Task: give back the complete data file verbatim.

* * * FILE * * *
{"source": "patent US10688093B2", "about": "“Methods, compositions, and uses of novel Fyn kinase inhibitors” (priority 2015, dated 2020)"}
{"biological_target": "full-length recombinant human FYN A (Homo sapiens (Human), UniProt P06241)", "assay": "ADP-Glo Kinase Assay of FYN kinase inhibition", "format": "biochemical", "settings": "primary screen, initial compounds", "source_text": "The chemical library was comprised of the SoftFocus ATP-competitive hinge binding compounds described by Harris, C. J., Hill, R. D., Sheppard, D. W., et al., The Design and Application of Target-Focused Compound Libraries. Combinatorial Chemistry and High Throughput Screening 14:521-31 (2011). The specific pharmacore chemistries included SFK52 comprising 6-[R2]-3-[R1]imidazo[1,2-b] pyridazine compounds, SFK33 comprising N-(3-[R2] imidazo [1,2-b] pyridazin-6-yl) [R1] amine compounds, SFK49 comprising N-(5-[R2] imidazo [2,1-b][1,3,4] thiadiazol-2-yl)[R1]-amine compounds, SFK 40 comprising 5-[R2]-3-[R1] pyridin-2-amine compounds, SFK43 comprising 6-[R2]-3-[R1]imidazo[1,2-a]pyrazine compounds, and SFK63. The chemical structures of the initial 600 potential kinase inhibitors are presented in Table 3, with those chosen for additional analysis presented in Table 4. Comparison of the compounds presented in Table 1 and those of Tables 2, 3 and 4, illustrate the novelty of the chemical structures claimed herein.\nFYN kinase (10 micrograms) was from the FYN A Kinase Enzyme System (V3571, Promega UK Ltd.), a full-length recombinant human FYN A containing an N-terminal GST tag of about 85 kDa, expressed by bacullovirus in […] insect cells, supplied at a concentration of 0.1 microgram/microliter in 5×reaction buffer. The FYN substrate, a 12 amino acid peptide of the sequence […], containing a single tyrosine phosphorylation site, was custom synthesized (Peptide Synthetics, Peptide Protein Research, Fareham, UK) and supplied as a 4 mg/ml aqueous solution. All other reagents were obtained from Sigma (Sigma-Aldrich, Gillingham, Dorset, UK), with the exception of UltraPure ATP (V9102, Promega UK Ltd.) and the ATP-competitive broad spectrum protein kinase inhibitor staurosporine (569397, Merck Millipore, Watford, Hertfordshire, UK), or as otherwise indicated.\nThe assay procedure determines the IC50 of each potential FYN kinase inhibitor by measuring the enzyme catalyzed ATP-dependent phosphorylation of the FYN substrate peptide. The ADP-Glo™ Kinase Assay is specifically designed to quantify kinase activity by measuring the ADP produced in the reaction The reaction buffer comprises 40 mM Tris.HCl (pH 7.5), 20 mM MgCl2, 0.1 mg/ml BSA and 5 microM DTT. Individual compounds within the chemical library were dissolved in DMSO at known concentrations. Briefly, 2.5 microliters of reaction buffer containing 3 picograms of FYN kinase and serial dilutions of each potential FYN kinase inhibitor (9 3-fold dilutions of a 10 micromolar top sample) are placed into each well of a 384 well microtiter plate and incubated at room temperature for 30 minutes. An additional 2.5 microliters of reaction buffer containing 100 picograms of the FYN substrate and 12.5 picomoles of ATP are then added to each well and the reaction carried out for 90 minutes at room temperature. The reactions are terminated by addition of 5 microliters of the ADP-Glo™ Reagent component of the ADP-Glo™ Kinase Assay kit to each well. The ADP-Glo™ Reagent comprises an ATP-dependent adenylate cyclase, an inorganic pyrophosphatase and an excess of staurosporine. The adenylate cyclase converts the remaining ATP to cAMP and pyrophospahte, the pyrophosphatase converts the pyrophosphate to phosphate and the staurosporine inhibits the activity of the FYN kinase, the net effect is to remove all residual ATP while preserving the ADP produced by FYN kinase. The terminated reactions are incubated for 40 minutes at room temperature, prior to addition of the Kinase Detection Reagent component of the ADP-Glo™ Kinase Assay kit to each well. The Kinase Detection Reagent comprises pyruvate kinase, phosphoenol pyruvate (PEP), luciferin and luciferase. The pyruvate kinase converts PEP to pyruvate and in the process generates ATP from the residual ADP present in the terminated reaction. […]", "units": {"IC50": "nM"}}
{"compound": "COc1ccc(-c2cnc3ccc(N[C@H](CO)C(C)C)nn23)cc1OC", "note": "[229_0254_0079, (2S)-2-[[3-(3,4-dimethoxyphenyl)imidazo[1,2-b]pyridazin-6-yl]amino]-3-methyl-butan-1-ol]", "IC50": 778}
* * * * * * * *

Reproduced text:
{"source": "patent US10688093B2", "about": "“Methods, compositions, and uses of novel Fyn kinase inhibitors” (priority 2015, dated 2020)"}
{"biological_target": "full-length recombinant human FYN A (Homo sapiens (Human), UniProt P06241)", "assay": "ADP-Glo Kinase Assay of FYN kinase inhibition", "format": "biochemical", "settings": "primary screen, initial compounds", "source_text": "The chemical library was comprised of the SoftFocus ATP-competitive hinge binding compounds described by Harris, C. J., Hill, R. D., Sheppard, D. W., et al., The Design and Application of Target-Focused Compound Libraries. Combinatorial Chemistry and High Throughput Screening 14:521-31 (2011). The specific pharmacore chemistries included SFK52 comprising 6-[R2]-3-[R1]imidazo[1,2-b] pyridazine compounds, SFK33 comprising N-(3-[R2] imidazo [1,2-b] pyridazin-6-yl) [R1] amine compounds, SFK49 comprising N-(5-[R2] imidazo [2,1-b][1,3,4] thiadiazol-2-yl)[R1]-amine compounds, SFK 40 comprising 5-[R2]-3-[R1] pyridin-2-amine compounds, SFK43 comprising 6-[R2]-3-[R1]imidazo[1,2-a]pyrazine compounds, and SFK63. The chemical structures of the initial 600 potential kinase inhibitors are presented in Table 3, with those chosen for additional analysis presented in Table 4. Comparison of the compounds presented in Table 1 and those of Tables 2, 3 and 4, illustrate the novelty of the chemical structures claimed herein.\nFYN kinase (10 micrograms) was from the FYN A Kinase Enzyme System (V3571, Promega UK Ltd.), a full-length recombinant human FYN A containing an N-terminal GST tag of about 85 kDa, expressed by bacullovirus in […] insect cells, supplied at a concentration of 0.1 microgram/microliter in 5×reaction buffer. The FYN substrate, a 12 amino acid peptide of the sequence […], containing a single tyrosine phosphorylation site, was custom synthesized (Peptide Synthetics, Peptide Protein Research, Fareham, UK) and supplied as a 4 mg/ml aqueous solution. All other reagents were obtained from Sigma (Sigma-Aldrich, Gillingham, Dorset, UK), with the exception of UltraPure ATP (V9102, Promega UK Ltd.) and the ATP-competitive broad spectrum protein kinase inhibitor staurosporine (569397, Merck Millipore, Watford, Hertfordshire, UK), or as otherwise indicated.\nThe assay procedure determines the IC50 of each potential FYN kinase inhibitor by measuring the enzyme catalyzed ATP-dependent phosphorylation of the FYN substrate peptide. The ADP-Glo™ Kinase Assay is specifically designed to quantify kinase activity by measuring the ADP produced in the reaction The reaction buffer comprises 40 mM Tris.HCl (pH 7.5), 20 mM MgCl2, 0.1 mg/ml BSA and 5 microM DTT. Individual compounds within the chemical library were dissolved in DMSO at known concentrations. Briefly, 2.5 microliters of reaction buffer containing 3 picograms of FYN kinase and serial dilutions of each potential FYN kinase inhibitor (9 3-fold dilutions of a 10 micromolar top sample) are placed into each well of a 384 well microtiter plate and incubated at room temperature for 30 minutes. An additional 2.5 microliters of reaction buffer containing 100 picograms of the FYN substrate and 12.5 picomoles of ATP are then added to each well and the reaction carried out for 90 minutes at room temperature. The reactions are terminated by addition of 5 microliters of the ADP-Glo™ Reagent component of the ADP-Glo™ Kinase Assay kit to each well. The ADP-Glo™ Reagent comprises an ATP-dependent adenylate cyclase, an inorganic pyrophosphatase and an excess of staurosporine. The adenylate cyclase converts the remaining ATP to cAMP and pyrophospahte, the pyrophosphatase converts the pyrophosphate to phosphate and the staurosporine inhibits the activity of the FYN kinase, the net effect is to remove all residual ATP while preserving the ADP produced by FYN kinase. The terminated reactions are incubated for 40 minutes at room temperature, prior to addition of the Kinase Detection Reagent component of the ADP-Glo™ Kinase Assay kit to each well. The Kinase Detection Reagent comprises pyruvate kinase, phosphoenol pyruvate (PEP), luciferin and luciferase. The pyruvate kinase converts PEP to pyruvate and in the process generates ATP from the residual ADP present in the terminated reaction. […]", "units": {"IC50": "nM"}}
{"compound": "COc1ccc(-c2cnc3ccc(N[C@H](CO)C(C)C)nn23)cc1OC", "note": "[229_0254_0079, (2S)-2-[[3-(3,4-dimethoxyphenyl)imidazo[1,2-b]pyridazin-6-yl]amino]-3-methyl-butan-1-ol]", "IC50": 778}